To start us off, here are some thoughts from the Basketball Insiders team about the Wizards’ upcoming season.

FIVE GUYS THINK…

The Toronto Raptors acquired Kawhi Leonard and Danny Green this offseason. The Philadelphia 76ers are already a top Eastern Conference team with two young stars on track to become superstars and a core of talented young players. The Boston Celtics are getting Kyrie Irving and Gordon Hayward back from injury this season. Meanwhile, the Washington Wizards acquired Austin Rivers and Dwight Howard. To be fair, Rivers and Howard are both capable players who have limitations in their respective games but could help Washington this season. However, it’s hard to argue that Washington did anything to push themselves ahead of the top three teams in the Eastern Conference. For some teams that doesn’t matter a whole lot since they aren’t currently trying to contend for a championship. The Wizards are and there doesn’t seem to be any path for them to push ahead of their top Eastern Conference rivals at this point, much less the top Western Conference teams.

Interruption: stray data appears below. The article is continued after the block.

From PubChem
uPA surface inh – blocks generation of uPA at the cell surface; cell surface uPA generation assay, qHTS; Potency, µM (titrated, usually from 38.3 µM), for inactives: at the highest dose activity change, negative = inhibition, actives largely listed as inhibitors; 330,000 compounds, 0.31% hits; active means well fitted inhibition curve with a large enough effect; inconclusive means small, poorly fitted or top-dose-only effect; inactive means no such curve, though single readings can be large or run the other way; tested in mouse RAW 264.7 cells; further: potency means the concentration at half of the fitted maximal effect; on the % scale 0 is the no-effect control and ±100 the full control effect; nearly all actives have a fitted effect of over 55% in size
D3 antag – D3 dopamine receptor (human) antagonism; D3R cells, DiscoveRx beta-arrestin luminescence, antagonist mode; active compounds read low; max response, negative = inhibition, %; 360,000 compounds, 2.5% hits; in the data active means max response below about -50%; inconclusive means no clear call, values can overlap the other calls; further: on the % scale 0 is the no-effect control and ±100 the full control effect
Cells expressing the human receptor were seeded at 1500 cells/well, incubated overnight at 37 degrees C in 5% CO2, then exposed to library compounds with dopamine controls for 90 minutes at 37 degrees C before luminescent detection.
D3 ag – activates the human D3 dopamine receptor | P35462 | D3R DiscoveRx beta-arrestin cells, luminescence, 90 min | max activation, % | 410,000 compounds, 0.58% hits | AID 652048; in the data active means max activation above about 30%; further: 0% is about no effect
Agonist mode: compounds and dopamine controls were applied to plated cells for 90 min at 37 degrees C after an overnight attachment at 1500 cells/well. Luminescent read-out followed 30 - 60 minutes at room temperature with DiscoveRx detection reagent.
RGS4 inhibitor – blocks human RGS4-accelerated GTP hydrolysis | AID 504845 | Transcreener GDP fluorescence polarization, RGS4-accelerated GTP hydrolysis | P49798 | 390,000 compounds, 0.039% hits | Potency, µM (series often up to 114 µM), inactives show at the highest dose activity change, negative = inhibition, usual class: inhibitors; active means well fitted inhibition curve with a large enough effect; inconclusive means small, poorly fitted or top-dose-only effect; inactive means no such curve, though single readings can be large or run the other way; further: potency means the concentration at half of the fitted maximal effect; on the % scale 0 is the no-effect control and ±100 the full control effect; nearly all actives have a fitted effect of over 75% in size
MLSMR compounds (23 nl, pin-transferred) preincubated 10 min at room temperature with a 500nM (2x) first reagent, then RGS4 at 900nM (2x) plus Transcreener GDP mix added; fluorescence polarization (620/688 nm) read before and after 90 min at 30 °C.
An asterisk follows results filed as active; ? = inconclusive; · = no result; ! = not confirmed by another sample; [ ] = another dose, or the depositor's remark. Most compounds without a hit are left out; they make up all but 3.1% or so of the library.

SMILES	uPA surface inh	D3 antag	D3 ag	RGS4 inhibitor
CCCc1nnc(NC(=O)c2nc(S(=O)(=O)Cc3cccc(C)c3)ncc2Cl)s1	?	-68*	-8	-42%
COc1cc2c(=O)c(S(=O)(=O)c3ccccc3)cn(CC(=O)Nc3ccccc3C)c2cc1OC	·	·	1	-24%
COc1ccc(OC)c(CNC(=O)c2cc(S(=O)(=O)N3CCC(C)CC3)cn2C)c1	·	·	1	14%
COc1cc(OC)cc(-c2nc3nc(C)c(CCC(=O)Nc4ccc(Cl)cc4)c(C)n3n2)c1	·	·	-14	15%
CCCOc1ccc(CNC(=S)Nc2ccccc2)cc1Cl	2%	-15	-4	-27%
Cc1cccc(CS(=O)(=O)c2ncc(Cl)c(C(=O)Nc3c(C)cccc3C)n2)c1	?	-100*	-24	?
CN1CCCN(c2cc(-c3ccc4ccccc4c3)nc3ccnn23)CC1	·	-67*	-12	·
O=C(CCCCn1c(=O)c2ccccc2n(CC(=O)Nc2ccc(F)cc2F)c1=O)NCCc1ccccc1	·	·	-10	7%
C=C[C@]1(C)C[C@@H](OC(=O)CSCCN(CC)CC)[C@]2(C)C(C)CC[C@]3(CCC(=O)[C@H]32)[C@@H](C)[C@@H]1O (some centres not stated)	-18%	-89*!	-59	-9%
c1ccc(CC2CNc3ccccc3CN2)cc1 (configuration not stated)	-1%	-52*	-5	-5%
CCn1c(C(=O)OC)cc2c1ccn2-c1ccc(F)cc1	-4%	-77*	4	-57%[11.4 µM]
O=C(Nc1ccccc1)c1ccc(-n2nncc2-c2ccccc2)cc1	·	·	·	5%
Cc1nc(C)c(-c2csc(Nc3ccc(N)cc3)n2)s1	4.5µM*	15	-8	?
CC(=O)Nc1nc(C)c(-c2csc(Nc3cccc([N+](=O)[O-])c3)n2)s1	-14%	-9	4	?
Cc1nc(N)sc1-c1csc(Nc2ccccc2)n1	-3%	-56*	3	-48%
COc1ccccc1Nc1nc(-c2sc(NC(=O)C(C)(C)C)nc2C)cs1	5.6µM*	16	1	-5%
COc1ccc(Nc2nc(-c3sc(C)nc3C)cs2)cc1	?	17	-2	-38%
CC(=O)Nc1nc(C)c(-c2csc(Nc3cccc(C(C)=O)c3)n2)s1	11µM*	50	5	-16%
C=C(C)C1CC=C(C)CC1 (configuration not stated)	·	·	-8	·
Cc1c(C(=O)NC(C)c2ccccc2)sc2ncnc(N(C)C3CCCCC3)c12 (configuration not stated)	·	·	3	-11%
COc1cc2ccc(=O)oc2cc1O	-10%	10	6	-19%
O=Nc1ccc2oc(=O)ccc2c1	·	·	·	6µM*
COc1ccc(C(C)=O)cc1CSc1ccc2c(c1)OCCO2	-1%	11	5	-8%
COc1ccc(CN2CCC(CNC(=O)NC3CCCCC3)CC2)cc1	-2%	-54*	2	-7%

1st Place – Southeast Division

– Jesse Blancarte

John Wall and Bradley Beal should be one of the best back courts in basketball. Otto Porter Jr. should be the perfect compliment to that talented duo. The Wizards should be a top team in the Eastern Conference. But they haven’t been and it’s hard to understand why. Last season, Washington was at its best when the team lived by the “Everybody Eats” mantra. If they just abide by that, they should be able to accomplish what they want. Maybe swapping out Marcin Gortat for Dwight Howard will do the trick? Who knows, but Scott Brooks is running out of time to elevate D.C. to where it’s supposed to be. Winning the Southeast Division would be a good start.